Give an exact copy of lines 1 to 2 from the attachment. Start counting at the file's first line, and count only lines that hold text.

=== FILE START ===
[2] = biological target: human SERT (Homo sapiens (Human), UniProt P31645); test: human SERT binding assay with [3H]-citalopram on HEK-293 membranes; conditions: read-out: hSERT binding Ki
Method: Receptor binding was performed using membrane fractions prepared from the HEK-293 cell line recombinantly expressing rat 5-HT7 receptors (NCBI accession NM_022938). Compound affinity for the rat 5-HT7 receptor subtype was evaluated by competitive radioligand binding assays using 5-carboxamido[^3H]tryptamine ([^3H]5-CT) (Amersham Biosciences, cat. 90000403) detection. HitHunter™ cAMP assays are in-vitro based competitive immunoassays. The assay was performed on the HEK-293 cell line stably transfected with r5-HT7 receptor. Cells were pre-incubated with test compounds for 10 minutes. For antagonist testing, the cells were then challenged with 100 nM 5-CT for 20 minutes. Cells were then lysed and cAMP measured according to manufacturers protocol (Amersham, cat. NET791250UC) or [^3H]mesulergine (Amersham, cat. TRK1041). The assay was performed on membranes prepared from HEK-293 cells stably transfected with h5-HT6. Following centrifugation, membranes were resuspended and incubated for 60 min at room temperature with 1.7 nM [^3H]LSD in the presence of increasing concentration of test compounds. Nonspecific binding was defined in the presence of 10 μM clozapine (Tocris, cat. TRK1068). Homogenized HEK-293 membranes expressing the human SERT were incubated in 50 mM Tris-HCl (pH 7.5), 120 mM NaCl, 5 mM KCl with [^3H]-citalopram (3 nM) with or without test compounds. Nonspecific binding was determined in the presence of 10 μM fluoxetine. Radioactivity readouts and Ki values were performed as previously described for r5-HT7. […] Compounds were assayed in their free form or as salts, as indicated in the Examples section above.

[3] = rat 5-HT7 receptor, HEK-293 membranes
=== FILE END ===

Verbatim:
[2] = biological target: human SERT (Homo sapiens (Human), UniProt P31645); test: human SERT binding assay with [3H]-citalopram on HEK-293 membranes; conditions: read-out: hSERT binding Ki
Method: Receptor binding was performed using membrane fractions prepared from the HEK-293 cell line recombinantly expressing rat 5-HT7 receptors (NCBI accession NM_022938). Compound affinity for the rat 5-HT7 receptor subtype was evaluated by competitive radioligand binding assays using 5-carboxamido[^3H]tryptamine ([^3H]5-CT) (Amersham Biosciences, cat. 90000403) detection. HitHunter™ cAMP assays are in-vitro based competitive immunoassays. The assay was performed on the HEK-293 cell line stably transfected with r5-HT7 receptor. Cells were pre-incubated with test compounds for 10 minutes. For antagonist testing, the cells were then challenged with 100 nM 5-CT for 20 minutes. Cells were then lysed and cAMP measured according to manufacturers protocol (Amersham, cat. NET791250UC) or [^3H]mesulergine (Amersham, cat. TRK1041). The assay was performed on membranes prepared from HEK-293 cells stably transfected with h5-HT6. Following centrifugation, membranes were resuspended and incubated for 60 min at room temperature with 1.7 nM [^3H]LSD in the presence of increasing concentration of test compounds. Nonspecific binding was defined in the presence of 10 μM clozapine (Tocris, cat. TRK1068). Homogenized HEK-293 membranes expressing the human SERT were incubated in 50 mM Tris-HCl (pH 7.5), 120 mM NaCl, 5 mM KCl with [^3H]-citalopram (3 nM) with or without test compounds. Nonspecific binding was determined in the presence of 10 μM fluoxetine. Radioactivity readouts and Ki values were performed as previously described for r5-HT7. […] Compounds were assayed in their free form or as salts, as indicated in the Examples section above.